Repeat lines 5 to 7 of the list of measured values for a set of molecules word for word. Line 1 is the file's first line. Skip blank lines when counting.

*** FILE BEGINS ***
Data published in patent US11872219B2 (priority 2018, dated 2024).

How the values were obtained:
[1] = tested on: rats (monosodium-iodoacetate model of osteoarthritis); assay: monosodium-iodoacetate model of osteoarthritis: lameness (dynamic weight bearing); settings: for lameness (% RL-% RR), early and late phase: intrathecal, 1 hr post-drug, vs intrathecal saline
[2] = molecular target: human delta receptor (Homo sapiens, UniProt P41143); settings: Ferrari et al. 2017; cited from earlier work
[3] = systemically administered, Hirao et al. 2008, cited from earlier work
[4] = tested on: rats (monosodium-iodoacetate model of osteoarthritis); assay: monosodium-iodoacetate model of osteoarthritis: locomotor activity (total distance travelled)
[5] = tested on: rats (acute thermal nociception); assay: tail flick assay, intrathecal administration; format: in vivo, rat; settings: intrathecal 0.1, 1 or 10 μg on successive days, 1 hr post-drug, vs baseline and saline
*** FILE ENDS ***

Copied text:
[3] = systemically administered, Hirao et al. 2008, cited from earlier work
[4] = tested on: rats (monosodium-iodoacetate model of osteoarthritis); assay: monosodium-iodoacetate model of osteoarthritis: locomotor activity (total distance travelled)
[5] = tested on: rats (acute thermal nociception); assay: tail flick assay, intrathecal administration; format: in vivo, rat; settings: intrathecal 0.1, 1 or 10 μg on successive days, 1 hr post-drug, vs baseline and saline